Christian Ehrhoff

Christian Ehrhoff turns down big offer from Islanders, will head to free agency

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The Islanders took a chance yesterday when they acquired the rights to Canucks defenseman Christian Ehrhoff. Ehrhoff was set to become an unrestricted free agent on July 1 and after the Isles failed to land both Paul Martin and Dan Hamhuis to play defense for them last year, GM Garth Snow took a shot at acquiring Ehrhoff’s rights ahead of July 1 to work out a deal with the German defenseman.

As it turns out, Ehrhoff seems dead set on becoming a free agent as he rejected the Islanders offer to sign with them (subscription required) and the two will part ways on Friday. Newsday’s Katie Strang reports that the Islanders made a significantly larger offer than the Canucks made for Ehrhoff (an offer similar to Kevin Bieksa’s five-year, $23 million offer) and Ehrhoff still said no.

With the premiere free agent options on defense being limited in the open market on Friday, Ehrhoff is poised to be the player most likely to cash in in a big way. The Islanders being a struggling team over the past few years but with reasons to hope big for the future, they still have to throw around heaps of cash to try and woo free agents to join them. Whether Ehrhoff was just determined to become a free agent or was flat out declining the Islanders we won’t know for sure until he signs.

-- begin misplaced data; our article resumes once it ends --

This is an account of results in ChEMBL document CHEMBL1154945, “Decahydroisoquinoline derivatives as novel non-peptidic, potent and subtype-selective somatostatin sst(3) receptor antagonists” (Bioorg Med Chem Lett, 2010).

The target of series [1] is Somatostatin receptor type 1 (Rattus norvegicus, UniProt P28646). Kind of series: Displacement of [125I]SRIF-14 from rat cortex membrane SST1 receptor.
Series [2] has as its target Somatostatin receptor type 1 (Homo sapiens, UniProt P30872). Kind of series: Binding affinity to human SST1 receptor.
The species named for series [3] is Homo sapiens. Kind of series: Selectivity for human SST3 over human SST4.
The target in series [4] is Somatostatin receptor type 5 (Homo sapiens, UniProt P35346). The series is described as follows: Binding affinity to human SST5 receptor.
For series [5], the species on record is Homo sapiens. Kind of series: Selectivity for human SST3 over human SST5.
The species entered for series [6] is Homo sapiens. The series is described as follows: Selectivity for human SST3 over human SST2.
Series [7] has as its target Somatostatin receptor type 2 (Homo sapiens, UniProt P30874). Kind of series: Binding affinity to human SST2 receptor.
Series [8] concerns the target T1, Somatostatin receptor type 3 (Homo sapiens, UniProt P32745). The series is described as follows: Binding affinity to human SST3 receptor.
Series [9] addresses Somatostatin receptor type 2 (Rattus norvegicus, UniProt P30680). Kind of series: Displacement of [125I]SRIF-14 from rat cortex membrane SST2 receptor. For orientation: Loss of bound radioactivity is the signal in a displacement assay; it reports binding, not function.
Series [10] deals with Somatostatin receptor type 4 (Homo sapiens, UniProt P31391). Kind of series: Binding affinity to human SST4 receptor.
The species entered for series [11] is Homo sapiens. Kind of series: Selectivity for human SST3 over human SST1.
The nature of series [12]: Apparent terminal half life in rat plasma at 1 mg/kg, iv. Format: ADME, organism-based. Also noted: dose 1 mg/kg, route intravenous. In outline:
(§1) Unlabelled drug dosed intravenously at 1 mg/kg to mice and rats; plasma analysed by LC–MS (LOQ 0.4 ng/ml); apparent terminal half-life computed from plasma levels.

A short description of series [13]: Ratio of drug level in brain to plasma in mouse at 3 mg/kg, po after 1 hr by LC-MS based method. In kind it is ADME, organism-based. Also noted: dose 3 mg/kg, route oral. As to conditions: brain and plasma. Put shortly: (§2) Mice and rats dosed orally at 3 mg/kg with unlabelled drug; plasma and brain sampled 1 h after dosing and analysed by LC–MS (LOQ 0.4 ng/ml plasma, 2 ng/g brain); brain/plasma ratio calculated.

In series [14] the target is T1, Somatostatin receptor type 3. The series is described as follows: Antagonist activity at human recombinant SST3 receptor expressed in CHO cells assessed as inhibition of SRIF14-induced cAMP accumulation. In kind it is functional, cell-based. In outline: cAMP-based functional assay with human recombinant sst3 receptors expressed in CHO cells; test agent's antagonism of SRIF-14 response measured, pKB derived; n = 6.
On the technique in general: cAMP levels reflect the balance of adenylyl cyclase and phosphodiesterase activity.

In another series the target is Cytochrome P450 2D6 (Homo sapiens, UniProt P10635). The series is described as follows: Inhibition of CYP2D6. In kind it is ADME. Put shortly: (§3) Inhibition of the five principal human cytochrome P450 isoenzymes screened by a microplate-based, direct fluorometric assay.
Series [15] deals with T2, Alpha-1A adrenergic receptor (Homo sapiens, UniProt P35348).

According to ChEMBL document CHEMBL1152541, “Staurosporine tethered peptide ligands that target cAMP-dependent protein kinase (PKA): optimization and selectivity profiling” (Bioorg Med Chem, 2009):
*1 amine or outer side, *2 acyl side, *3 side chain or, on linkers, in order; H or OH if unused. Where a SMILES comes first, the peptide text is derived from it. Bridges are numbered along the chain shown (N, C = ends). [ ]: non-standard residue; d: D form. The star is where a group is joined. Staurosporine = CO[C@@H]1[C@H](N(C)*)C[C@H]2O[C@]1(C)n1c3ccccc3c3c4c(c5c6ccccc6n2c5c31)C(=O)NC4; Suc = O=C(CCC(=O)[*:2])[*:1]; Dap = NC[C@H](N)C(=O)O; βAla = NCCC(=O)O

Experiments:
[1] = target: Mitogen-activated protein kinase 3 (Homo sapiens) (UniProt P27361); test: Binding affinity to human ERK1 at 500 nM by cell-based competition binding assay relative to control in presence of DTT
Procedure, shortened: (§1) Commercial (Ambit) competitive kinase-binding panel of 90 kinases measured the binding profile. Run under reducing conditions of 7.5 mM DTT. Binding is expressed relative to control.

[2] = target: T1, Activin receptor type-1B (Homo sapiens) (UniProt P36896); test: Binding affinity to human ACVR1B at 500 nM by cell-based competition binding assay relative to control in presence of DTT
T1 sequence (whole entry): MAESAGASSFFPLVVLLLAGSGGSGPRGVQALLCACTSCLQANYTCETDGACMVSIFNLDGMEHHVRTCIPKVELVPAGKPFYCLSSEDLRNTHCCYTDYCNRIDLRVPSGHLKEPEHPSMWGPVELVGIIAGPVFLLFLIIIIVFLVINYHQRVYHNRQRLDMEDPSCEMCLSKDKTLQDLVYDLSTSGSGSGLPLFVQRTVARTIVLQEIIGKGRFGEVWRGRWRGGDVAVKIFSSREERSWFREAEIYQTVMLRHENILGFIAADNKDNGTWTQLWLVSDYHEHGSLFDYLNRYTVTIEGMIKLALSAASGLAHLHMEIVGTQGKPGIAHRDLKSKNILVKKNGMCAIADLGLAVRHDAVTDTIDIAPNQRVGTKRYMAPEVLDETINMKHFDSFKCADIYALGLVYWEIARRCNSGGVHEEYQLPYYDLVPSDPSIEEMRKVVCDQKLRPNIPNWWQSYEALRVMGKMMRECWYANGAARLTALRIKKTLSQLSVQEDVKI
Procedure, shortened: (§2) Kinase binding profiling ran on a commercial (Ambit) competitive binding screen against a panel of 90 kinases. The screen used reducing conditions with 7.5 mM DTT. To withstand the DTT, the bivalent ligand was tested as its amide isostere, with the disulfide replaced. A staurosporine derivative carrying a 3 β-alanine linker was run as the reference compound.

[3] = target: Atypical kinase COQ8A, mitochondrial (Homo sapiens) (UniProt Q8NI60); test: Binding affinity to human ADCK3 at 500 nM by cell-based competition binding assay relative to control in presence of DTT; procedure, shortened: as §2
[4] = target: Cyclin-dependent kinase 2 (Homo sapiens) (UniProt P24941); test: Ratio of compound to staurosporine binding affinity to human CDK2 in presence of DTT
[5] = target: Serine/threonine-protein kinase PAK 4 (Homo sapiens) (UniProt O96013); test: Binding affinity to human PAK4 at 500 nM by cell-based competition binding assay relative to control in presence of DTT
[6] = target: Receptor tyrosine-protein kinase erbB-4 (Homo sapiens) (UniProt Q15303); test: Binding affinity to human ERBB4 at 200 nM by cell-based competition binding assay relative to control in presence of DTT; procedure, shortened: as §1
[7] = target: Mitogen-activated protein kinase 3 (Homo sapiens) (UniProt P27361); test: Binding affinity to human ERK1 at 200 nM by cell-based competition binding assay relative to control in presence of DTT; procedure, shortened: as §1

When Ehrhoff becomes a free agent on Friday, any team will have the chance to sign him and while the Islanders could continue their support, Chris Botta of Islanders Point Blank says the team and Garth Snow should just turn their attention elsewhere.

He could always come back to the team over the weekend, but if the Islanders are smart, proud, confident and have learned anything, they should close the door and keep aiming higher. Much higher.

Oh well. ‘Twas a valiant try by Charles Wang, Garth Snow, Doug Weight and the Islanders. Ehrhoff, without question, would have made the Islanders a better team in 2011-12. Ehrhoff is also not the villain here. All he owed the Islanders were his ears. He listened. He has decided to consider his options with every team in the league and may possibly accept less money to sign elsewhere. Paul Martin…Dan Hamhuis…Christian Ehrhoff…Ryan Smyth…this is their prerogative.

But really now, big friggin’ whoop.

The Isles are poised to become a more dangerous team in the coming seasons and with the return of Mark Streit, Mike Mottau, and Mark Eaton from injury next year, their defense will be better. Adding that big free agent piece would’ve done wonders for them in the meantime, but winning games will help bring the names in eventually. It’s a set back for the Isles, but not a soul crusher. Garth Snow did his part to try and improve the team and it didn’t work out. He’ll find a way around this and do better.

Ehrhoff will get the deal from the team he’s looking for and surely teams like Detroit will be in the mix for his services. For how much money he ends up signing for remains to be the big question. There are teams out there looking to hit the salary floor that could back up the Brinks truck for Ehrhoff but if he’s convinced he wants to win a Stanley Cup with a proven team, he’ll have to likely set his salary aims a bit lower than what he could get.

With Rust still day-to-day, Sullivan isn’t in a ‘hypothetical’ mood when it comes to his lineup

Pittsburgh Penguins' Mike Sullivan stands behind Sidney Crosby (87) during the first period of an NHL hockey game against the Washington Capitals in Pittsburgh, Monday, Dec. 14, 2015. (AP Photo/Gene J. Puskar)